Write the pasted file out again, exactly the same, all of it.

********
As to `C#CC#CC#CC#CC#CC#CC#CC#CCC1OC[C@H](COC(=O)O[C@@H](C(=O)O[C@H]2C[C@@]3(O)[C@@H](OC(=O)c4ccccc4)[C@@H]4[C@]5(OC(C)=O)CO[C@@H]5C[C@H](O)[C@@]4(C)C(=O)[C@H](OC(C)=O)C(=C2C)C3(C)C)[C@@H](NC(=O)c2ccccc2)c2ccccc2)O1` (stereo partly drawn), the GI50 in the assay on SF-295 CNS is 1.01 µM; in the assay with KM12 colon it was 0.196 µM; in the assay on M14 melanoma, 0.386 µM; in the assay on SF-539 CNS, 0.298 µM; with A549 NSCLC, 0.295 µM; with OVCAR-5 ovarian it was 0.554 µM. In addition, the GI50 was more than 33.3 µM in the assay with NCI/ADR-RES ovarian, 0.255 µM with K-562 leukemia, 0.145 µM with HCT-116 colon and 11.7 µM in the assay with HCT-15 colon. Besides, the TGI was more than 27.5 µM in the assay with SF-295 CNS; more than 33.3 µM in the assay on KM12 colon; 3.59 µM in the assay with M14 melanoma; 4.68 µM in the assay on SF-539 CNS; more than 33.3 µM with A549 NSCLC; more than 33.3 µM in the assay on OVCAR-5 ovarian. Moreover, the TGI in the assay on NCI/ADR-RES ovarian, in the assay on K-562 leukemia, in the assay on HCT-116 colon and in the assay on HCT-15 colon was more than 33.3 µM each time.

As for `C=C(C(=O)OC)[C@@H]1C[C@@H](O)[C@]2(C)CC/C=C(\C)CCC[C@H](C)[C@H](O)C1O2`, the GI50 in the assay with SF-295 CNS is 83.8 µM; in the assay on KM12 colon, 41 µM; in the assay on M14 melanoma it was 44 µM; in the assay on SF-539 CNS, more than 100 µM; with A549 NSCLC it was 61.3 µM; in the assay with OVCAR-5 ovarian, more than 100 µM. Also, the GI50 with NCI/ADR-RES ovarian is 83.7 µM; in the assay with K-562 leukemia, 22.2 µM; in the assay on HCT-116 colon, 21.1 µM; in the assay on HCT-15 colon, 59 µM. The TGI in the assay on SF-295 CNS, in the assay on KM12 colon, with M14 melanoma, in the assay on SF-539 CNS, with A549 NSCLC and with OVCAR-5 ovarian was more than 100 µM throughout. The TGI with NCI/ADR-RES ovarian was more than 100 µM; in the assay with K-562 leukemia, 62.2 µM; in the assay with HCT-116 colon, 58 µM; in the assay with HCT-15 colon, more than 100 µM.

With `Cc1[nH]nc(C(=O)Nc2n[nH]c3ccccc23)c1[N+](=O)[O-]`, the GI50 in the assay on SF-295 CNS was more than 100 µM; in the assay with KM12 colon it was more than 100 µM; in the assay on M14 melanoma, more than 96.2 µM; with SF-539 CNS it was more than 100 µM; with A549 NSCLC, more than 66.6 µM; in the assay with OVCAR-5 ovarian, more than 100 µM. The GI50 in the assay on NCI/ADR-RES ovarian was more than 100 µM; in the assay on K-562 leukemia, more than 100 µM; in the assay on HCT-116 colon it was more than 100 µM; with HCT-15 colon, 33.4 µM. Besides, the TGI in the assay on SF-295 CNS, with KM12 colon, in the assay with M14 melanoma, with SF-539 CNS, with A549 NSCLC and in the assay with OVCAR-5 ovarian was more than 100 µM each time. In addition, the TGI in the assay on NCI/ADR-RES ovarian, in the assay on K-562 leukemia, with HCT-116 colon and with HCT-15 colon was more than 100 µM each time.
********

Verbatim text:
As to `C#CC#CC#CC#CC#CC#CC#CC#CCC1OC[C@H](COC(=O)O[C@@H](C(=O)O[C@H]2C[C@@]3(O)[C@@H](OC(=O)c4ccccc4)[C@@H]4[C@]5(OC(C)=O)CO[C@@H]5C[C@H](O)[C@@]4(C)C(=O)[C@H](OC(C)=O)C(=C2C)C3(C)C)[C@@H](NC(=O)c2ccccc2)c2ccccc2)O1` (stereo partly drawn), the GI50 in the assay on SF-295 CNS is 1.01 µM; in the assay with KM12 colon it was 0.196 µM; in the assay on M14 melanoma, 0.386 µM; in the assay on SF-539 CNS, 0.298 µM; with A549 NSCLC, 0.295 µM; with OVCAR-5 ovarian it was 0.554 µM. In addition, the GI50 was more than 33.3 µM in the assay with NCI/ADR-RES ovarian, 0.255 µM with K-562 leukemia, 0.145 µM with HCT-116 colon and 11.7 µM in the assay with HCT-15 colon. Besides, the TGI was more than 27.5 µM in the assay with SF-295 CNS; more than 33.3 µM in the assay on KM12 colon; 3.59 µM in the assay with M14 melanoma; 4.68 µM in the assay on SF-539 CNS; more than 33.3 µM with A549 NSCLC; more than 33.3 µM in the assay on OVCAR-5 ovarian. Moreover, the TGI in the assay on NCI/ADR-RES ovarian, in the assay on K-562 leukemia, in the assay on HCT-116 colon and in the assay on HCT-15 colon was more than 33.3 µM each time.

As for `C=C(C(=O)OC)[C@@H]1C[C@@H](O)[C@]2(C)CC/C=C(\C)CCC[C@H](C)[C@H](O)C1O2`, the GI50 in the assay with SF-295 CNS is 83.8 µM; in the assay on KM12 colon, 41 µM; in the assay on M14 melanoma it was 44 µM; in the assay on SF-539 CNS, more than 100 µM; with A549 NSCLC it was 61.3 µM; in the assay with OVCAR-5 ovarian, more than 100 µM. Also, the GI50 with NCI/ADR-RES ovarian is 83.7 µM; in the assay with K-562 leukemia, 22.2 µM; in the assay on HCT-116 colon, 21.1 µM; in the assay on HCT-15 colon, 59 µM. The TGI in the assay on SF-295 CNS, in the assay on KM12 colon, with M14 melanoma, in the assay on SF-539 CNS, with A549 NSCLC and with OVCAR-5 ovarian was more than 100 µM throughout. The TGI with NCI/ADR-RES ovarian was more than 100 µM; in the assay with K-562 leukemia, 62.2 µM; in the assay with HCT-116 colon, 58 µM; in the assay with HCT-15 colon, more than 100 µM.

With `Cc1[nH]nc(C(=O)Nc2n[nH]c3ccccc23)c1[N+](=O)[O-]`, the GI50 in the assay on SF-295 CNS was more than 100 µM; in the assay with KM12 colon it was more than 100 µM; in the assay on M14 melanoma, more than 96.2 µM; with SF-539 CNS it was more than 100 µM; with A549 NSCLC, more than 66.6 µM; in the assay with OVCAR-5 ovarian, more than 100 µM. The GI50 in the assay on NCI/ADR-RES ovarian was more than 100 µM; in the assay on K-562 leukemia, more than 100 µM; in the assay on HCT-116 colon it was more than 100 µM; with HCT-15 colon, 33.4 µM. Besides, the TGI in the assay on SF-295 CNS, with KM12 colon, in the assay with M14 melanoma, with SF-539 CNS, with A549 NSCLC and in the assay with OVCAR-5 ovarian was more than 100 µM each time. In addition, the TGI in the assay on NCI/ADR-RES ovarian, in the assay on K-562 leukemia, with HCT-116 colon and with HCT-15 colon was more than 100 µM each time.